v. lulled, lull·ing, lulls
1. To cause to sleep or rest; soothe or calm: The sound of the waves lulled me to sleep.
2. To deceive into trustfulness: "that honeyed charm that he used so effectively to lull his victims" (S.J. Perelman).
To become calm: The wind finally lulled.
1. A relatively calm interval, as in a storm.
2. An interval of lessened activity: a lull in sales.
[Middle English lullen, possibly of Low German origin.]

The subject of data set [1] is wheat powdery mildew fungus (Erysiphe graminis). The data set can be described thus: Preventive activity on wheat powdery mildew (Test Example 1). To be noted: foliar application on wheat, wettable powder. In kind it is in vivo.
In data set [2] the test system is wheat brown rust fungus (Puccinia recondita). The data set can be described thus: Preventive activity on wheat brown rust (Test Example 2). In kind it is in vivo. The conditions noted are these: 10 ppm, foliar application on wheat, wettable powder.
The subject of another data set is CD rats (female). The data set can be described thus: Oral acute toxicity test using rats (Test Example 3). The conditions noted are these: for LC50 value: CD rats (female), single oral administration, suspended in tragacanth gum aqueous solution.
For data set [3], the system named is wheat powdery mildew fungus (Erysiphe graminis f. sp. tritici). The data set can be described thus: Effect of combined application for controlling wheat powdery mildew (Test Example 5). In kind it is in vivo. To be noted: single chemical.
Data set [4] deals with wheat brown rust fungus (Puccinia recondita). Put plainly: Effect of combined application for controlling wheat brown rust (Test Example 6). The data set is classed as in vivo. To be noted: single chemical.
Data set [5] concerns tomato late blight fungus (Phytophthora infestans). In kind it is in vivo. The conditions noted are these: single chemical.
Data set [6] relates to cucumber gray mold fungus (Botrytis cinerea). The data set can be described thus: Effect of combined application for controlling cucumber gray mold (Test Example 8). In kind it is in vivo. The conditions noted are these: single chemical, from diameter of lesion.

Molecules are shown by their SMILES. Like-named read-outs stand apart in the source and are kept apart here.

The American Heritage® Dictionary of the English Language, Fifth Edition copyright ©2022 by HarperCollins Publishers. All rights reserved.
Indo-European & Semitic Roots Appendices
Thousands of entries in the dictionary include etymologies that trace their origins back to reconstructed proto-languages. You can obtain more information about these forms in our online appendices:
The Indo-European appendix covers nearly half of the Indo-European roots that have left their mark on English words. A more complete treatment of Indo-European roots and the English words derived from them is available in our Dictionary of Indo-European Roots.